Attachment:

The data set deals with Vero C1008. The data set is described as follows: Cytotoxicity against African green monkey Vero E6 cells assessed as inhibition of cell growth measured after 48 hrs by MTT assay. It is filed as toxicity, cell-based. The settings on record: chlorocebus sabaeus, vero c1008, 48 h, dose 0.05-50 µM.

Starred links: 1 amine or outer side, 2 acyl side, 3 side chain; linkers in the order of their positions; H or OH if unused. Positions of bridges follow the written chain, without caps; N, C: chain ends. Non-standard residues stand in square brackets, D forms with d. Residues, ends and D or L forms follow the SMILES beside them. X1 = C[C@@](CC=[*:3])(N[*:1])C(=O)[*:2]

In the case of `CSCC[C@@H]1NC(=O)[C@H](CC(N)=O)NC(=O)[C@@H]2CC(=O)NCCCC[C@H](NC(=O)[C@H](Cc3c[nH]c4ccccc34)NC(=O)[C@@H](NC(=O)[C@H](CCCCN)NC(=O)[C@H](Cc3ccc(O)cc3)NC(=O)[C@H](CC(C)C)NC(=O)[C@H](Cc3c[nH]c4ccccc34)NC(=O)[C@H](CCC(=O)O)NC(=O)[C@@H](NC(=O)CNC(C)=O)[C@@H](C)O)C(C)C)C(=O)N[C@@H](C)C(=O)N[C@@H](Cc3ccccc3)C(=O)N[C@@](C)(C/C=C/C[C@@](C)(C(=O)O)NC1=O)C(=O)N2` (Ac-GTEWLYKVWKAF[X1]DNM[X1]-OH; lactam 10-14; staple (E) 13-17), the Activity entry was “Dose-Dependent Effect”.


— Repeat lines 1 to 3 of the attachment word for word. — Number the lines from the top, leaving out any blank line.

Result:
The data set deals with Vero C1008. The data set is described as follows: Cytotoxicity against African green monkey Vero E6 cells assessed as inhibition of cell growth measured after 48 hrs by MTT assay. It is filed as toxicity, cell-based. The settings on record: chlorocebus sabaeus, vero c1008, 48 h, dose 0.05-50 µM.

Starred links: 1 amine or outer side, 2 acyl side, 3 side chain; linkers in the order of their positions; H or OH if unused. Positions of bridges follow the written chain, without caps; N, C: chain ends. Non-standard residues stand in square brackets, D forms with d. Residues, ends and D or L forms follow the SMILES beside them. X1 = C[C@@](CC=[*:3])(N[*:1])C(=O)[*:2]

In the case of `CSCC[C@@H]1NC(=O)[C@H](CC(N)=O)NC(=O)[C@@H]2CC(=O)NCCCC[C@H](NC(=O)[C@H](Cc3c[nH]c4ccccc34)NC(=O)[C@@H](NC(=O)[C@H](CCCCN)NC(=O)[C@H](Cc3ccc(O)cc3)NC(=O)[C@H](CC(C)C)NC(=O)[C@H](Cc3c[nH]c4ccccc34)NC(=O)[C@H](CCC(=O)O)NC(=O)[C@@H](NC(=O)CNC(C)=O)[C@@H](C)O)C(C)C)C(=O)N[C@@H](C)C(=O)N[C@@H](Cc3ccccc3)C(=O)N[C@@](C)(C/C=C/C[C@@](C)(C(=O)O)NC1=O)C(=O)N2` (Ac-GTEWLYKVWKAF[X1]DNM[X1]-OH; lactam 10-14; staple (E) 13-17), the Activity entry was “Dose-Dependent Effect”.